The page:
HacktTM CTF: Draw With Us

I really enjoyed this challenge! It involved analyzing an expressjs API for vulnerabilities and then exploiting them to get the flag.

The file we were given was stripped.js. We were also quickly given a hint: “Changing your color is the first step towards happiness.”

With this information, I went to work trying to figure out how to access the /updateUser API endpoint. Here’s the code:

app.post("/updateUser", (req, res) => {
  // Update user color and rights
  // Only for admin
  // POST
  // {
  //   color: 0xDEDBEE,
  //   rights: ["height", "width", "usersOnline"]
  // }
  let uid = req.user.id;
  let user = users[uid];
  if (!user || !isAdmin(user)) {
    res.json(err("You're not an admin!"));
  let color = parseInt(req.body.color);
  users[uid].color = (color || 0x0) & 0xffffff;
  let rights = req.body.rights || [];
  if (rights.length > 0 && checkRights(rights)) {
    users[uid].rights = user.rights.concat(rights).filter(onlyUnique);

  res.json(ok({ user: users[uid] }));

OK! Looks like we need to defeat isAdmin(user) so let’s have a look at that!

function isAdmin(u) {
  return u.username.toLowerCase() == config.adminUsername.toLowerCase();

Two things jump out here. First is that there is an unsafe comparison happening with ==. Second is the username is being converted to lowercase which could also have some side effects.

Let’s have a look at how they’re verifying users at the /login endpoint… maybe we can just register as the hacktm admin!

app.post("/login", (req, res) => {
  // Login
  // POST
  // {
  //   username: "dumbo",
  // }

  let u = {
    username: req.body.username,
    id: uuidv4(),
    color: Math.random() < 0.5 ? 0xffffff : 0x0,
    rights: [

  if (isValidUser(u)) {
    users[u.id] = u;
    res.send(ok({ token: sign({ id: u.id }) }));
  } else {
    res.json(err("Invalid creds"));

Looks like there’s another function we have to defeat, isValidUser(u)

function isValidUser(u) {
  return (
    u.username.length >= 3 &&
    u.username.toUpperCase() !== config.adminUsername.toUpperCase()

Here we have a safe comparison but it’s converting to uppercase instead of lowercase! So we need to find a string that doesn’t equal HACKTM when converted to uppercase but doe equal hacktm when converted to lowercase. A little research led me to this blog post which outlines how some weirdness was discovered with .toLowerCase() and .toLowerCase() converting some UTF characters to ascii. In particular, it looks like the kelvin symbol (\u212A) stays as the UTF kelvin character after .toUpperCase() but is converted to regular ascii ‘k’ after .toLowerCase(). That’s exactly what we need! We can now register an account with the following username: “hac\u212Atm” (hacKtm) and defeat both isAdmin(user) and isValidUser(u)!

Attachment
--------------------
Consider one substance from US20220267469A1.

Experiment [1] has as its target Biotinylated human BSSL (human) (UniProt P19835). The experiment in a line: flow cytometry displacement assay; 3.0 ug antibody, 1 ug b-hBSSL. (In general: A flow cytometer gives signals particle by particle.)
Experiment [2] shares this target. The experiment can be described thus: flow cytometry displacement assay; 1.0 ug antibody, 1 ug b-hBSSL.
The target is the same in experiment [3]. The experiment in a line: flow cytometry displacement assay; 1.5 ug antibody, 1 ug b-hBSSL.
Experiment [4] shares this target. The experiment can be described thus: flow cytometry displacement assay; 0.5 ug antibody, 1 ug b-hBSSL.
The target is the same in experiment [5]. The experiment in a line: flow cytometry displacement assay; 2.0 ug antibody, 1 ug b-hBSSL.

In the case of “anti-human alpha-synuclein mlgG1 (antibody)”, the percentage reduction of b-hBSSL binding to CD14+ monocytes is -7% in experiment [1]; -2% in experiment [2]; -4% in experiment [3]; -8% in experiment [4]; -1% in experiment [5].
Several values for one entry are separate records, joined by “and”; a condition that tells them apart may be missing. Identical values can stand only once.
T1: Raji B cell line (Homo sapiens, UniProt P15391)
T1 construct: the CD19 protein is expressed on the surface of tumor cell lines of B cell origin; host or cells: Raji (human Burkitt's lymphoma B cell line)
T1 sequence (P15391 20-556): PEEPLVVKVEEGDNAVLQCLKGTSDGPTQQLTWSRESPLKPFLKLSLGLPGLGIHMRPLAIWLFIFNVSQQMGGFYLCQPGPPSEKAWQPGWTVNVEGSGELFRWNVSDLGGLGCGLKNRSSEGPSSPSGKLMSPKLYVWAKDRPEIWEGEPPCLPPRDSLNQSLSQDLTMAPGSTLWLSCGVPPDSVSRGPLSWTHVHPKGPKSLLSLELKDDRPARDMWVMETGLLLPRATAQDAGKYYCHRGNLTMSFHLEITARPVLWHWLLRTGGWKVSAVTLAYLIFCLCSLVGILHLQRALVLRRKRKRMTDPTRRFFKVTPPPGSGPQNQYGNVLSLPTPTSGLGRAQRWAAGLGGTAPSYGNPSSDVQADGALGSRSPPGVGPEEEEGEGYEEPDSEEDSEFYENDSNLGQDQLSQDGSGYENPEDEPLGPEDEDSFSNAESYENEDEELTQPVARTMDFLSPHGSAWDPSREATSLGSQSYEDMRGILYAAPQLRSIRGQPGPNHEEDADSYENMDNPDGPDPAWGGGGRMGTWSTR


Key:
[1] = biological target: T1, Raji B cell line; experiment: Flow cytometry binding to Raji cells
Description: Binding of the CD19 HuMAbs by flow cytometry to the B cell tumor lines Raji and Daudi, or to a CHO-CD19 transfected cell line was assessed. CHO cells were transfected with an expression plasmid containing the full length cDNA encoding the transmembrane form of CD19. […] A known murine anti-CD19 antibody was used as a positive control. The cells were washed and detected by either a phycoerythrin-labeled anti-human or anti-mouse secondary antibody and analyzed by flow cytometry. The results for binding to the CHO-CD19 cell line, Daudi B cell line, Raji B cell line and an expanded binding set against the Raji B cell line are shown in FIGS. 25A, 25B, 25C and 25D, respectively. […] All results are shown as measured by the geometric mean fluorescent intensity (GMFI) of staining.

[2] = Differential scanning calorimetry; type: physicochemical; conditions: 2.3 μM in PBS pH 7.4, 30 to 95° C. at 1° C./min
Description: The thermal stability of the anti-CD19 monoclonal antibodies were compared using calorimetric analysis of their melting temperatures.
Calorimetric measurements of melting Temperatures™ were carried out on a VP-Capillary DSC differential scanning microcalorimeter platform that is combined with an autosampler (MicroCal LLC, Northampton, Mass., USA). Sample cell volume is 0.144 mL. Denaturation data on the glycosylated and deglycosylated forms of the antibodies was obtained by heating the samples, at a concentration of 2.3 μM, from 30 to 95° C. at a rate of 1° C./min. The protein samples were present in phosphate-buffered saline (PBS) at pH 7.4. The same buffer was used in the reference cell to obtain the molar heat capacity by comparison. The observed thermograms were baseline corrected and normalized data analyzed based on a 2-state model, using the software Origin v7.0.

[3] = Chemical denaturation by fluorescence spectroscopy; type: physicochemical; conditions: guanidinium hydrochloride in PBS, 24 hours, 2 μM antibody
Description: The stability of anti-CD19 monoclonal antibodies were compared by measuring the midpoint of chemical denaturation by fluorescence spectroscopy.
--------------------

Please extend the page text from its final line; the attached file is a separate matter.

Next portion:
Now that we can use the /updateUser endpoint, it looks like we need to add some more “rights” to our user. Since the checkRights(arr) looks like it’s trying to prevent us from adding “p”, “n”, and “port”, those are probably the ones we want to view!

function checkRights(arr) {
  let blacklist = ["p", "n", "port"];
  for (let i = 0; i < arr.length; i++) {
    const element = arr[i];
    if (blacklist.includes(element)) {
      return false;
  return true;

The vulnerability here comes from how arrays with a single string value are treated by javascript. The .includes() function does not convert [‘p’] to p, which defeats this check, but then later we can use the /serverInfo endpoint to view config which does end up converting [‘p’] to ‘p’!

app.get("/serverInfo", (req, res) => {
  // Get server info
  // Only for logged in users

  let user = users[req.user.id] || { rights: [] };
  let info = user.rights.map(i => ({ name: i, value: config[i] }));
  res.json(ok({ info: info }));

Specifically, config[['p']] is treated exactly the same as config['p']! Thanks javascript!

Using this method to defeat checkRights(arr) we can now get values for ‘p’ and ‘n’ from the config. Then if we have a look at the /init endpoint, we can make a safe bet that these correspond to ‘p’ and ‘n’ in the context of an RSA key.

app.post("/init", (req, res) => {
  // Initialize new round and sign admin token
  // RSA protected!
  // POST
  // {
  //   p:"0",
  //   q:"0"
  // }

  let { p = "0", q = "0", clearPIN } = req.body;

  let target = md5(config.n.toString());

  let pwHash = md5(

  if (pwHash == target && clearPIN === _clearPIN) {
    // Clear the board
    board = new Array(config.height)
      .map(() => new Array(config.width).fill(config.backgroundColor));
    boardString = boardToStrings();

    io.emit("board", { board: boardString });

  //Sign the admin ID
  let adminId = pwHash
    .map((c, i) => c.charCodeAt(0) ^ target.charCodeAt(i))
    .reduce((a, b) => a + b);


  res.json(ok({ token: sign({ id: adminId }) }));

From the comment it looks like we need to post parameters for p and q to this endpoint. To get q, we can do the following in python:

q = n//p

We need to use the “double” division sign to prevent python from converting the huge integers to scientific notation.

Once we have p and q, we can make the post request to /init and receive a signed admin JWT in the response! The only thing left now is to take that token and use it to make a get request to /flag!

Take a look at my final exploit here!